Objective To identify important considerations for the delivery of an exercise training intervention in a randomised controlled trial to maximise subsequent participation in that randomised controlled trial and intervention uptake.
Design A cross-sectional survey, with a theoretical basis derived from the Health Belief Model (HBM) and the Reach, Efficacy/Effectiveness, Adoption, Implementation and Maintenance (RE-AIM) framework.
Participants 374 male senior Australian Football players, aged 17–38 years.
Main outcome measurements Beliefs about lower-limb injury causation/prevention, and the relative value of exercise training for performance and injury prevention. The data are interpreted within HBM constructs and implications for subsequent intervention implementation considered within the RE-AIM framework. Ordinal logistic regression compared belief scores across player characteristics.
Results 74.4% of players agreed that doing specific exercises during training would reduce their risk of lower-limb injury and would be willing to undertake them. However, 64.1% agreed that training should focus more on improving game performance than injury prevention. Younger players (both in terms of age and playing experience) generally had more positive views. Players were most supportive of kicking (98.9%) and ball-handling (97.0%) skills for performance and warm-up runs and cool-downs (both 91.5%) for injury prevention. Fewer than three-quarters of all players believed that balance (69.2%), landing (71.3%) or cutting/stepping (72.8) training had injury-prevention benefits.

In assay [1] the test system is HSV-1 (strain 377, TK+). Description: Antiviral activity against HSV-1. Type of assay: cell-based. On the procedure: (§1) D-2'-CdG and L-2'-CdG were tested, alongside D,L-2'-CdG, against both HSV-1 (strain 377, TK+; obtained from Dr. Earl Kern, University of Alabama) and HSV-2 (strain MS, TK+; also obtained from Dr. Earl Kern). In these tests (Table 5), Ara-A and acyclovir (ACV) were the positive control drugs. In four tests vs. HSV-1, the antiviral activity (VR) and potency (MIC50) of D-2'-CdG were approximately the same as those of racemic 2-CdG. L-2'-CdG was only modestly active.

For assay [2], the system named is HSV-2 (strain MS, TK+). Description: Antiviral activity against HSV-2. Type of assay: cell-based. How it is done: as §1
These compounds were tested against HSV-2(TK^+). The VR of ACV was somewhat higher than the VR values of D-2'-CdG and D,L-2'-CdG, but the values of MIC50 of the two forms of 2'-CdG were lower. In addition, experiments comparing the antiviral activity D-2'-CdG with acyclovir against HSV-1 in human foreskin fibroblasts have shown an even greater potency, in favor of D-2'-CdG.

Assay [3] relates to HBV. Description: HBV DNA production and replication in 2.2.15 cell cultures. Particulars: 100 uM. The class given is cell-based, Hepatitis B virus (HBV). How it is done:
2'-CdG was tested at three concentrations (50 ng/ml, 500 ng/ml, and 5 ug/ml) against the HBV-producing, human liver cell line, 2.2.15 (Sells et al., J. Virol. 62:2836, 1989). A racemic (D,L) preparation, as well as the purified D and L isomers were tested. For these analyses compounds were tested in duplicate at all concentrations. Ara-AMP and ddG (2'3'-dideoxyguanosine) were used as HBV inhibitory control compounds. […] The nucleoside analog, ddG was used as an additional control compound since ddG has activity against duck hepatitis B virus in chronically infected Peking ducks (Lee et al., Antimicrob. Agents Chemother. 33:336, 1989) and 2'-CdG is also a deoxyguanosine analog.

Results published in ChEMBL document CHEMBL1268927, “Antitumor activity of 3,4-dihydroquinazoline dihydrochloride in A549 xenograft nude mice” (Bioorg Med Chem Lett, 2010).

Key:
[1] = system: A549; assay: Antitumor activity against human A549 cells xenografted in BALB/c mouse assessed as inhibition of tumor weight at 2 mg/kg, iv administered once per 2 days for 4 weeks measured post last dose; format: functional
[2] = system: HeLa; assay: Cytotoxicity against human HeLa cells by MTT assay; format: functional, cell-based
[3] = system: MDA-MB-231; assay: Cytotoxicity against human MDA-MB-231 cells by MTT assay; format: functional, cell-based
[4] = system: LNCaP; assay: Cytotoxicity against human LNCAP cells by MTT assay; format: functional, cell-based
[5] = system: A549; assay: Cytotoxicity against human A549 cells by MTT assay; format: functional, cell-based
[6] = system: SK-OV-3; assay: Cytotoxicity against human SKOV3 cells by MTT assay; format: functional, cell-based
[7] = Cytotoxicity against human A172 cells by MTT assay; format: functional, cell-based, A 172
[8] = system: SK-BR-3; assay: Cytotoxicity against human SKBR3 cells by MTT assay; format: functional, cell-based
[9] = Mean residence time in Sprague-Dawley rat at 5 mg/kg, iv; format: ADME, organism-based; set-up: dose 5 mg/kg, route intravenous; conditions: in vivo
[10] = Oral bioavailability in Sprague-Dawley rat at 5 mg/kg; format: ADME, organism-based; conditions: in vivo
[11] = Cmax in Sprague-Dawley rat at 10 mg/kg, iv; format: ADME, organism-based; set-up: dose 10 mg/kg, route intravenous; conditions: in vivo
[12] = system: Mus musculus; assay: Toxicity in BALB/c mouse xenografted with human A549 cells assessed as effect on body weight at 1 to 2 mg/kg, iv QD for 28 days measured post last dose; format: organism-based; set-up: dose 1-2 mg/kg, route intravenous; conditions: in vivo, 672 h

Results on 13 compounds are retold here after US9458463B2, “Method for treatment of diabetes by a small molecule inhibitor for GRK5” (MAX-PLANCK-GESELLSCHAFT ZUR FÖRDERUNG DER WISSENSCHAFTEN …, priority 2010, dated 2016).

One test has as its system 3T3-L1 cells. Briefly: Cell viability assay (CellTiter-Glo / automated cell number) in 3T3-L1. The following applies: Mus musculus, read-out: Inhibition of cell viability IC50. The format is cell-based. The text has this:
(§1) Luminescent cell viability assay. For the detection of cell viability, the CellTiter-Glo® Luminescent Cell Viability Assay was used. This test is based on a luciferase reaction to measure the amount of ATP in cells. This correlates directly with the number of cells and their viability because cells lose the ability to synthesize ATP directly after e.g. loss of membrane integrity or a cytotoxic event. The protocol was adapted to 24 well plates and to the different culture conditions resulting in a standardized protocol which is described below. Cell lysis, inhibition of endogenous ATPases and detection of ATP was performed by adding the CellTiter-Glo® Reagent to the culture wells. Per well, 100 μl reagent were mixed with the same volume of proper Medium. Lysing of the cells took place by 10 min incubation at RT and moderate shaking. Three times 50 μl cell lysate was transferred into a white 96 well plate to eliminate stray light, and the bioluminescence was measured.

Conclusions Delivery of future exercise training programmes for injury prevention aimed at these players should be implemented as part of routine football activities and integrated with those as standard practice, as a means of associating them with training benefits for this sport.
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Funding The data-collection phase of this study was funded by a University of New South Wales GoldStar Award. The analysis phase was supported by a nationally competitive research grant from the (Australian) National Research Council of Australia (NHMRC) (ID: 400937). CFF was supported by an NHMRC Principal Research Fellowship (ID: 565900), and DT/PW by the NHMRC Project Grant.
Competing interests None.
Ethics approval Ethics approval was provided by the University of New South Wales Human Ethics Committee.
Provenance and peer review Not commissioned; externally peer reviewed.
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